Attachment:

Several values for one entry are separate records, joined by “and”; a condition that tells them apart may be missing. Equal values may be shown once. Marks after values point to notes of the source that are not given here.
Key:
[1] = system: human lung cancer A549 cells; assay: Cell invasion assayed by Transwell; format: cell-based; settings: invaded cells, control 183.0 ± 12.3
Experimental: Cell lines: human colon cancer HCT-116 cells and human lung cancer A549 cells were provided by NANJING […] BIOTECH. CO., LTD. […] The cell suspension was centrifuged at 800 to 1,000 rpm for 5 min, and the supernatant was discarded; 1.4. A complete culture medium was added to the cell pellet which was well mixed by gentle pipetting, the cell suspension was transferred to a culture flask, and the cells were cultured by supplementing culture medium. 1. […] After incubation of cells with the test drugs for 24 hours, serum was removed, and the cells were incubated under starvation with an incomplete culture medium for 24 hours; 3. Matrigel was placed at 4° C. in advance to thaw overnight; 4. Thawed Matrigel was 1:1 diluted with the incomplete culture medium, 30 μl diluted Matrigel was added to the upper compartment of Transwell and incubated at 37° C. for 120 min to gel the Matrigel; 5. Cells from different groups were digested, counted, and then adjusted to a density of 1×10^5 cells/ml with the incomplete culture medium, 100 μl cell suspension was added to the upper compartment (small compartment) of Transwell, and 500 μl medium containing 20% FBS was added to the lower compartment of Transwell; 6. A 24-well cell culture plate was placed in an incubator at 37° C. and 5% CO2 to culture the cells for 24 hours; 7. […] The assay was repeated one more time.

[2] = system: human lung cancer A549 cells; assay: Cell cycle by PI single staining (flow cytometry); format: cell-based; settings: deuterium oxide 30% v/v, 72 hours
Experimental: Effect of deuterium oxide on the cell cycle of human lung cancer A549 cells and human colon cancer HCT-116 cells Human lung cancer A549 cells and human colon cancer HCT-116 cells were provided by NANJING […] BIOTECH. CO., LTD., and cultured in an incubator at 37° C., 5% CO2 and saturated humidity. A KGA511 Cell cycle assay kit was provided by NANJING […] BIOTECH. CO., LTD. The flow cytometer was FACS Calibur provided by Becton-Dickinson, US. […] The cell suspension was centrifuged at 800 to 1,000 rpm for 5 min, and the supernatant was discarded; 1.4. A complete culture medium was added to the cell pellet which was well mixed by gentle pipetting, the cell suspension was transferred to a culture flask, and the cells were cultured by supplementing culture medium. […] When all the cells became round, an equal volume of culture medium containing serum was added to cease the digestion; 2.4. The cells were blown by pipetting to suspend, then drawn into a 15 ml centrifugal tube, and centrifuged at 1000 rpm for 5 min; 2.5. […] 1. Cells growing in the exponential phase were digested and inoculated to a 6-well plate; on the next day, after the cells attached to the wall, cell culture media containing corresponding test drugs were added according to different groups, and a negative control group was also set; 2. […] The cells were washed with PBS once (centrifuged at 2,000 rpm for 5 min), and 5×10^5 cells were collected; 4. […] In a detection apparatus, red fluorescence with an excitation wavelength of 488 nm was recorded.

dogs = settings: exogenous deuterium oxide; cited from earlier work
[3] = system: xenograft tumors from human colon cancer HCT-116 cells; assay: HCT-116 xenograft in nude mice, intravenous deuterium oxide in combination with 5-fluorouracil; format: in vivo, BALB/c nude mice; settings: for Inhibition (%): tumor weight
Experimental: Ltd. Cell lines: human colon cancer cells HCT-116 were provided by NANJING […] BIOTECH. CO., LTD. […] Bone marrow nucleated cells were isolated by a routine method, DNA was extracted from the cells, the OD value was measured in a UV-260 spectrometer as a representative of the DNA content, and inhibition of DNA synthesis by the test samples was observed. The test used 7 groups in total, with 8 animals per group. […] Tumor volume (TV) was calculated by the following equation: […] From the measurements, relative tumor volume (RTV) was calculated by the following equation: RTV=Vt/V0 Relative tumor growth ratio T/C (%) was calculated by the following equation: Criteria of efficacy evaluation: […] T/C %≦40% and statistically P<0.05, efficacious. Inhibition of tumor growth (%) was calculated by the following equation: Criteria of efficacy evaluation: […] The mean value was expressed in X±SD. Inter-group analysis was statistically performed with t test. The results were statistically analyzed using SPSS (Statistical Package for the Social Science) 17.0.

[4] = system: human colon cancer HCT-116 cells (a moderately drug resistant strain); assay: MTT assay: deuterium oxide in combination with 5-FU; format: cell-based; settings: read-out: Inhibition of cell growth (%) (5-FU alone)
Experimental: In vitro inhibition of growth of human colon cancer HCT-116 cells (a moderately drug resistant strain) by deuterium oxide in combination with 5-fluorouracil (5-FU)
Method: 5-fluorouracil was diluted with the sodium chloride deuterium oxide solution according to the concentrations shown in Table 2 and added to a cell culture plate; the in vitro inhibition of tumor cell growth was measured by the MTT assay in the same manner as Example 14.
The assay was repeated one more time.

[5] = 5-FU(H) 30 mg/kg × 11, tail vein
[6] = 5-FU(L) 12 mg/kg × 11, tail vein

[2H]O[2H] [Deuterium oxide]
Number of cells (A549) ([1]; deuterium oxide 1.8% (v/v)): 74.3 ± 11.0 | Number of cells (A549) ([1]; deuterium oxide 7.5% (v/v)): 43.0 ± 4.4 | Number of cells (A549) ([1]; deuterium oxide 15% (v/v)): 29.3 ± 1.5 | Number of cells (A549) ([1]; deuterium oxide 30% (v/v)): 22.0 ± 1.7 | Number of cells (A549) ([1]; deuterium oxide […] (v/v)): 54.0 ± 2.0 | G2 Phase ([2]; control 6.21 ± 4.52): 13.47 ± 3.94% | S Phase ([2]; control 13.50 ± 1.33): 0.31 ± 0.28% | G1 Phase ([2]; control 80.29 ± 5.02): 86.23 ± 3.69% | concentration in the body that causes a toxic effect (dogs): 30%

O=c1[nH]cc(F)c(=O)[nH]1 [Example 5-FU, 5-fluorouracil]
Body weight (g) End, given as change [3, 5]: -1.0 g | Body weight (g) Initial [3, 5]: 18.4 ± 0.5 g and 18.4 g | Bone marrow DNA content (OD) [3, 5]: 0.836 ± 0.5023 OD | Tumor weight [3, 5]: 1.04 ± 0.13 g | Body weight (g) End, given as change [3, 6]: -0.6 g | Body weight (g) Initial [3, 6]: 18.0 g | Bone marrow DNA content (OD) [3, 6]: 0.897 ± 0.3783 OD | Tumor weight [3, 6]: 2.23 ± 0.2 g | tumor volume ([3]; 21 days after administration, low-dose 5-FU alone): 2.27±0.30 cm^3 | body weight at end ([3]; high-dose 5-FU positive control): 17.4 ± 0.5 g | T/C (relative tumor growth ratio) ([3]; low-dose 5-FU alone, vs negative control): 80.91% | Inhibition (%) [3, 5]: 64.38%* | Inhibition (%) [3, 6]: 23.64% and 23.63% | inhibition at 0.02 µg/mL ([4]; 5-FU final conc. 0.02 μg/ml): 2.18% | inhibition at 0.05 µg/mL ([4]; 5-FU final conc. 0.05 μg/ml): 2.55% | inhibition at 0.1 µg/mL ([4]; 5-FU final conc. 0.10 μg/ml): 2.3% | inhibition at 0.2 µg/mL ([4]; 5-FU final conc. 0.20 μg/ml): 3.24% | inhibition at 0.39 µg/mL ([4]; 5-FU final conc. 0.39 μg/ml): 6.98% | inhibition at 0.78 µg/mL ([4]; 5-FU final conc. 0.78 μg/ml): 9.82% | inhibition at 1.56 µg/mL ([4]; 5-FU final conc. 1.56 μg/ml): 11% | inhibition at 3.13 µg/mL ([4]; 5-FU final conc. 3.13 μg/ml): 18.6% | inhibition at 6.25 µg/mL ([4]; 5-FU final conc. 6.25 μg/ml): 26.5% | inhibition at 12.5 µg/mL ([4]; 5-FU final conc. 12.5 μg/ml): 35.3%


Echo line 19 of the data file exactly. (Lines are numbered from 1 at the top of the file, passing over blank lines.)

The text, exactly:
Body weight (g) End, given as change [3, 5]: -1.0 g | Body weight (g) Initial [3, 5]: 18.4 ± 0.5 g and 18.4 g | Bone marrow DNA content (OD) [3, 5]: 0.836 ± 0.5023 OD | Tumor weight [3, 5]: 1.04 ± 0.13 g | Body weight (g) End, given as change [3, 6]: -0.6 g | Body weight (g) Initial [3, 6]: 18.0 g | Bone marrow DNA content (OD) [3, 6]: 0.897 ± 0.3783 OD | Tumor weight [3, 6]: 2.23 ± 0.2 g | tumor volume ([3]; 21 days after administration, low-dose 5-FU alone): 2.27±0.30 cm^3 | body weight at end ([3]; high-dose 5-FU positive control): 17.4 ± 0.5 g | T/C (relative tumor growth ratio) ([3]; low-dose 5-FU alone, vs negative control): 80.91% | Inhibition (%) [3, 5]: 64.38%* | Inhibition (%) [3, 6]: 23.64% and 23.63% | inhibition at 0.02 µg/mL ([4]; 5-FU final conc. 0.02 μg/ml): 2.18% | inhibition at 0.05 µg/mL ([4]; 5-FU final conc. 0.05 μg/ml): 2.55% | inhibition at 0.1 µg/mL ([4]; 5-FU final conc. 0.10 μg/ml): 2.3% | inhibition at 0.2 µg/mL ([4]; 5-FU final conc. 0.20 μg/ml): 3.24% | inhibition at 0.39 µg/mL ([4]; 5-FU final conc. 0.39 μg/ml): 6.98% | inhibition at 0.78 µg/mL ([4]; 5-FU final conc. 0.78 μg/ml): 9.82% | inhibition at 1.56 µg/mL ([4]; 5-FU final conc. 1.56 μg/ml): 11% | inhibition at 3.13 µg/mL ([4]; 5-FU final conc. 3.13 μg/ml): 18.6% | inhibition at 6.25 µg/mL ([4]; 5-FU final conc. 6.25 μg/ml): 26.5% | inhibition at 12.5 µg/mL ([4]; 5-FU final conc. 12.5 μg/ml): 35.3%